Lea Teapot, 20 Oz, Includes Glass Loose Leaf Tea Infuser - Primula


      Primula Lea Glass Teapot 22 Oz is composed of borosilicate glass, an industry leader in durability and thermal shock resistance. This technologically advance glassware appears delicate but is actually stronger and more heat resistant than conventional glass. Since it's totally… read more

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      If you’re wanting to keep your herbal tea hot for longer steeping requirements, our cast iron teapots will be perfectly suitable for your needs.

      Floral 34 oz. Cast Iron Teapot - Blue - Primula

      Floral 34 oz. Cast Iron Teapot - Blue - Primula


      Primula’s Japanese Blue Floral Cast Iron Teapot is reminiscent of Japanese cherry blossoms. This traditional blue teapot is as exquisite as it is durable. Cast iron teapots are designed to deliver exceptional tasting tea every time. They distribute heat more… read more

      Would you rather just steep your fresh herbs right in your mug? Looking for more of a single-serving solution? 

      Primula Universal Tea Infuser, Stainless Steel Reusable Filter

      Primula Universal Tea Infuser, Stainless Steel Reusable Filter


      Side handles allow this universal stainless steel tea infuser to fit almost all cups, mugs, glasses, and teapots. Stainless steel infuser with fine perforations promotes steeping, while keeping loose tea leaves out of tea. Plenty of room for loose tea… read more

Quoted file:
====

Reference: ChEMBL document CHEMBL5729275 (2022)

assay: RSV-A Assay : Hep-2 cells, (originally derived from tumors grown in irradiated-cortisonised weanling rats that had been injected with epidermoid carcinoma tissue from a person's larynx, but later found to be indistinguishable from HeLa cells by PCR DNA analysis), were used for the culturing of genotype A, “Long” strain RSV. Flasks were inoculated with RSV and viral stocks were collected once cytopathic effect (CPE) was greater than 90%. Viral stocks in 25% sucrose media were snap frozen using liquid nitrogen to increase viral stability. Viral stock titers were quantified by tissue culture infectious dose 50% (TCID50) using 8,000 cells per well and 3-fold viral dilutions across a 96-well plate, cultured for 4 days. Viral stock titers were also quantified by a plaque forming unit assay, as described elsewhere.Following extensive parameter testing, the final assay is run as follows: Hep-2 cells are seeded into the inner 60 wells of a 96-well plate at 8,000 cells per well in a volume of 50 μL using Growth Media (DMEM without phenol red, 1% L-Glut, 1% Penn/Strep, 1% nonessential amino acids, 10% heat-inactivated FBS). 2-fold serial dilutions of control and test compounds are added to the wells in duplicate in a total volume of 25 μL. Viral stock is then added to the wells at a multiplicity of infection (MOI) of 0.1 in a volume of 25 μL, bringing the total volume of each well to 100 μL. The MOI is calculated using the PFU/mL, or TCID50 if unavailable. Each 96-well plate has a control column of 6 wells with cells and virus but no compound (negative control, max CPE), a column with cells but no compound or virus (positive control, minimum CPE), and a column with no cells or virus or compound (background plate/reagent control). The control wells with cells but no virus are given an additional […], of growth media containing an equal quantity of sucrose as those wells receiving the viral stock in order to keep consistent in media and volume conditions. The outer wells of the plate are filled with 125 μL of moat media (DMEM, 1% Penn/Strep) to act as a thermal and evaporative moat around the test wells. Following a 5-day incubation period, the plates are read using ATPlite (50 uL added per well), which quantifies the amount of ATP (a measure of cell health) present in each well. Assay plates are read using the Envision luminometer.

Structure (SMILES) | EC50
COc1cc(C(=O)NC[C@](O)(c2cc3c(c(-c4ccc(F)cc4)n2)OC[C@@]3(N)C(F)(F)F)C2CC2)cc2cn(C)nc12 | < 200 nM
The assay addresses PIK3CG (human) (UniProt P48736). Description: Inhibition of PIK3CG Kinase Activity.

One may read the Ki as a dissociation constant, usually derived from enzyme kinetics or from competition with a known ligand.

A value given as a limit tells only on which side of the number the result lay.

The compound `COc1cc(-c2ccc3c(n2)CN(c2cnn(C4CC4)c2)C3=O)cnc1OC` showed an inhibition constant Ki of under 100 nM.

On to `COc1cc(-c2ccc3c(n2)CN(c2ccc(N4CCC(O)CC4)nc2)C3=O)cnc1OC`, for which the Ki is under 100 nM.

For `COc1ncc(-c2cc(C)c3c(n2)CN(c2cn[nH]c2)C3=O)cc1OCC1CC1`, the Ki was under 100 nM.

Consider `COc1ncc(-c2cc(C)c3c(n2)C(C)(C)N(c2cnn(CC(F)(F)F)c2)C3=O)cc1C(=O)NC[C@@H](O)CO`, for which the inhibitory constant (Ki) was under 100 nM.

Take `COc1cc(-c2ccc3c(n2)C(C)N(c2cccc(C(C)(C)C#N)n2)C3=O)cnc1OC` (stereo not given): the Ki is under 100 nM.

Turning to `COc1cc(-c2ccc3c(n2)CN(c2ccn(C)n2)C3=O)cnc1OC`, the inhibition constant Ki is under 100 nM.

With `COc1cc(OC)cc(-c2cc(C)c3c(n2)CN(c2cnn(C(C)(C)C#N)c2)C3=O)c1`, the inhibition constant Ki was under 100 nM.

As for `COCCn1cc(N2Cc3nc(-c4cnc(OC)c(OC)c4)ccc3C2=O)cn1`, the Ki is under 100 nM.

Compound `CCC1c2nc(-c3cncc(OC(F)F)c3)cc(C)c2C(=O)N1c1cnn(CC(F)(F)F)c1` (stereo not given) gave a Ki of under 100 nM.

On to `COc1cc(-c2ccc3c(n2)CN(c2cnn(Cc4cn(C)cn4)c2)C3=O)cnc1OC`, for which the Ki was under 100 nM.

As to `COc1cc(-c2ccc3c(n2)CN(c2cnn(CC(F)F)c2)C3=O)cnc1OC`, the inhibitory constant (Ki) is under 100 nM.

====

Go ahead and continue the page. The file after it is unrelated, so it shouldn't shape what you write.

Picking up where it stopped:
Primula Tea With A Twist, 18 Oz, Travel Tea Mug, Stainless Steel

      Primula Tea With A Twist, 18 Oz, Travel Tea Mug, Stainless Steel


      Primula Tea with a Twist - Steep on the go with this innovative travel tea mug from Primula. Includes stainless steel mesh tea basket for tea brewing right in your mug. Stainless steel outer wall with vacuum seal will keep… read more

      Final Point of Brew

      It’s easy to grow a fresh garden of herbs that you can use for making delicious tea. Get creative with your herbal tea! Mixing herbs together, adding lemon and other spices, and trying it hot and iced will help you figure out that perfect herbal tea sweet spot to satisfy your personal taste buds and preferences. Just be sure you know all possible side effects, interactions, and dosage limitations before drinking any herbal tea. Just like with anything, moderation is key.